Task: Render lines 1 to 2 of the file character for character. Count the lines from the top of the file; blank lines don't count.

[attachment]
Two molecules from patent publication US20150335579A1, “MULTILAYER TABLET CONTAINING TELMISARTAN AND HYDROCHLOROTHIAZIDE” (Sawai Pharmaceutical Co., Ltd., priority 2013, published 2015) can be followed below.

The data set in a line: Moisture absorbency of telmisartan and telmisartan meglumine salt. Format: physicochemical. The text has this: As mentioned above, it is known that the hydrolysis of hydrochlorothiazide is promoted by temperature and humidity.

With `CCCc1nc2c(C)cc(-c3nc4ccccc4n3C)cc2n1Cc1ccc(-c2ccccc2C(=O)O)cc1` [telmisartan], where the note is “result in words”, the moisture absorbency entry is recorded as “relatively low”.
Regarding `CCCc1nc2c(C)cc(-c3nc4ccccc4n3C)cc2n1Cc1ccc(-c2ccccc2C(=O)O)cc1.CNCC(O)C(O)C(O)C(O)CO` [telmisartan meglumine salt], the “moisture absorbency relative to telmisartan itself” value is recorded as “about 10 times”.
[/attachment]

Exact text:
Two molecules from patent publication US20150335579A1, “MULTILAYER TABLET CONTAINING TELMISARTAN AND HYDROCHLOROTHIAZIDE” (Sawai Pharmaceutical Co., Ltd., priority 2013, published 2015) can be followed below.

The data set in a line: Moisture absorbency of telmisartan and telmisartan meglumine salt. Format: physicochemical. The text has this: As mentioned above, it is known that the hydrolysis of hydrochlorothiazide is promoted by temperature and humidity.